Beginners Guide to Flying on VATSIM
By Dave Gorman

The Pilot's Perspective:

VATSIM (Virtual Air Traffic SIMulation) is an online flying organisation. It trains and provides air traffic controllers (ATCs) across the whole world, and its servers are open to anyone who wants to fly on it. All kinds of flights can, and do, happen on VATSIM, every day of the year, from quick domestic hops in a turboprop to sightseeing GA flights to sub- and super-sonic trips across the Atlantic and Pacific oceans. VATSIM caters for all of this and more, using proper ATC terminology and procedures to provide an environment which is truly "as real as it gets".

All of the complex procedures and strict regulations do have a downside though. Many new pilots are nervous about flying on VATSIM and unsure of where to start. Hopefully this guide will encourage more pilots to get into the world of online flying and take their flight simulation experience to the next level. It will explain how to join VATSIM, software you will need, and basic ATC phraseology and procedures.

How to join VATSIM:

Joining VATSIM is easy enough. On their homepage, http:/ simply click the "New Pilots Start Here" link on the left-hand side. It will take you the the Pilot Resource Centre and give you some advice on how to behave on the network. Once you've read it click the link at the bottom of the page. It is recommended that you read the VATSIM Rules & Regulations and the Code of Conduct. You must be 13 or older to join VATSIM!

The server will also not let you sign up with free email addresses such as @hotmail and @yahoo addresses. Make sure that your anti-spam controllers are set to allow addresses or you will be unable to sign up. After you have filled out the register form and pressed the Register button, your VATSIM user ID will be displayed and your password should be emailed to you.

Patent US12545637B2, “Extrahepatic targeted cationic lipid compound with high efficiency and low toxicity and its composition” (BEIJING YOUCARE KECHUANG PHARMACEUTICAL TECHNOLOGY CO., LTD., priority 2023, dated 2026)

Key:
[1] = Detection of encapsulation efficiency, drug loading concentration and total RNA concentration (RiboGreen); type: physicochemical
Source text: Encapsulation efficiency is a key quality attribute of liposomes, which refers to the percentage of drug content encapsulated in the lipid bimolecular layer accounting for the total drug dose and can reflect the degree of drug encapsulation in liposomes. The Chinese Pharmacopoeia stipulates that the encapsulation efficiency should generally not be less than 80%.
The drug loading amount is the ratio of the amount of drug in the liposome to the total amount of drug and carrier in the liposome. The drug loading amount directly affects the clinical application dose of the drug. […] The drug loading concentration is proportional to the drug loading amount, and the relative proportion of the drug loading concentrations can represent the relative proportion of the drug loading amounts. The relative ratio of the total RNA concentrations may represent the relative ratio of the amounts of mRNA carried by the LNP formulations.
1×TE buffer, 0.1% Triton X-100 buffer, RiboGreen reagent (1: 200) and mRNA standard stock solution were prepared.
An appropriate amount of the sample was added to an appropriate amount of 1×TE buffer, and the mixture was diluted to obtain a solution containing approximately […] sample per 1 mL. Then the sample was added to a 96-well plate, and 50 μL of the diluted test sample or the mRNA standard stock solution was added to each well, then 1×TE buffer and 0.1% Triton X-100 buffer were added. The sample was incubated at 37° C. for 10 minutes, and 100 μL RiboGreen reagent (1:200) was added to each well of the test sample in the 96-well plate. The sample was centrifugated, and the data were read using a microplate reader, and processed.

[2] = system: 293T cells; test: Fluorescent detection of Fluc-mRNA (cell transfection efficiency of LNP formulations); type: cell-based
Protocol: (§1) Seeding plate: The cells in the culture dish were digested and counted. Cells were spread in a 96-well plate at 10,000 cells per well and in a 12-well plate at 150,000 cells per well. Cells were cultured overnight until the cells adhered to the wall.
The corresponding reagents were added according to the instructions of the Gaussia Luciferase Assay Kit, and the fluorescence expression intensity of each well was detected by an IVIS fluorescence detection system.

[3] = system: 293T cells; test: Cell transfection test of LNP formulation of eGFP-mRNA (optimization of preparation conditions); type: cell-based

Before you fly:

Before you set off on your first online adventure, it's a good idea to make sure that you know how to handle your aircraft safely and efficiently. You should be able to fly SIDs and STARs and be able to navigate using VORs and NDBs ("Direct GPS" routes are not allowed). Before flying, you will be required to file a flight plan detailing your route, cruise altitude/speed, departure time, arrival time, etc, so have some way of knowing these (either the FS flight planner or other software discussed later in the article). Also, the controllers like you to have the necessary charts (especially ground charts) for your airports. European charts can be obtained from , but a good poke around on Google should find you charts for almost anywhere. Print them out and keep them somewhere after you've flown, so you won't have to waste time and ink getting them next time too. If flying VFR, the controller will usually require you to have VFR charts (detailing landmarks and so on) of the area in which you are flying.

What you should be able to do on VATSIM:

Air Traffic Controllers will be patient with you if you tell them that you are new to online flying. However, as a bare minimum you should be able to:

* Basic piloting skills: you should be able to taxi, take off, maintain an assigned heading, altitude, and airspeed, navigate between airfields in VFR flight, navigate from VORs and NDBs in IFR flight, fly a traffic pattern and know how to hold at a waypoint, land on an assigned runway, and park the aircraft.